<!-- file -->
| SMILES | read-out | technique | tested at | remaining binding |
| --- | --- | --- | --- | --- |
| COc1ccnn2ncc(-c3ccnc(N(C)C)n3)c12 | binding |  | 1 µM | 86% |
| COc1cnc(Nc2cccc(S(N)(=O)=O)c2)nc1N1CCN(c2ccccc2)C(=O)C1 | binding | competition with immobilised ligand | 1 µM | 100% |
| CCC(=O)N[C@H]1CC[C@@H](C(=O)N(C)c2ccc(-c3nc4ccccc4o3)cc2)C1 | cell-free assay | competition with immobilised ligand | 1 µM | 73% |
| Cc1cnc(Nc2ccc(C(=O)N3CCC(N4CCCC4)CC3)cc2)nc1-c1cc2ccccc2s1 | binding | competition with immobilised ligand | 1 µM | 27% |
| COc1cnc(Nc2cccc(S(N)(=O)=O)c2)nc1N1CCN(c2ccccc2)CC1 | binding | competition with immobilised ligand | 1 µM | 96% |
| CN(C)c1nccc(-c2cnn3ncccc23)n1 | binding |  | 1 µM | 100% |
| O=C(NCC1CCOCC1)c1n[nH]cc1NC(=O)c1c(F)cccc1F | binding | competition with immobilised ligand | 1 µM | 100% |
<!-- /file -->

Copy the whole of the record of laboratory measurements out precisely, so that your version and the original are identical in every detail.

| SMILES | read-out | technique | tested at | remaining binding |
| --- | --- | --- | --- | --- |
| COc1ccnn2ncc(-c3ccnc(N(C)C)n3)c12 | binding |  | 1 µM | 86% |
| COc1cnc(Nc2cccc(S(N)(=O)=O)c2)nc1N1CCN(c2ccccc2)C(=O)C1 | binding | competition with immobilised ligand | 1 µM | 100% |
| CCC(=O)N[C@H]1CC[C@@H](C(=O)N(C)c2ccc(-c3nc4ccccc4o3)cc2)C1 | cell-free assay | competition with immobilised ligand | 1 µM | 73% |
| Cc1cnc(Nc2ccc(C(=O)N3CCC(N4CCCC4)CC3)cc2)nc1-c1cc2ccccc2s1 | binding | competition with immobilised ligand | 1 µM | 27% |
| COc1cnc(Nc2cccc(S(N)(=O)=O)c2)nc1N1CCN(c2ccccc2)CC1 | binding | competition with immobilised ligand | 1 µM | 96% |
| CN(C)c1nccc(-c2cnn3ncccc23)n1 | binding |  | 1 µM | 100% |
| O=C(NCC1CCOCC1)c1n[nH]cc1NC(=O)c1c(F)cccc1F | binding | competition with immobilised ligand | 1 µM | 100% |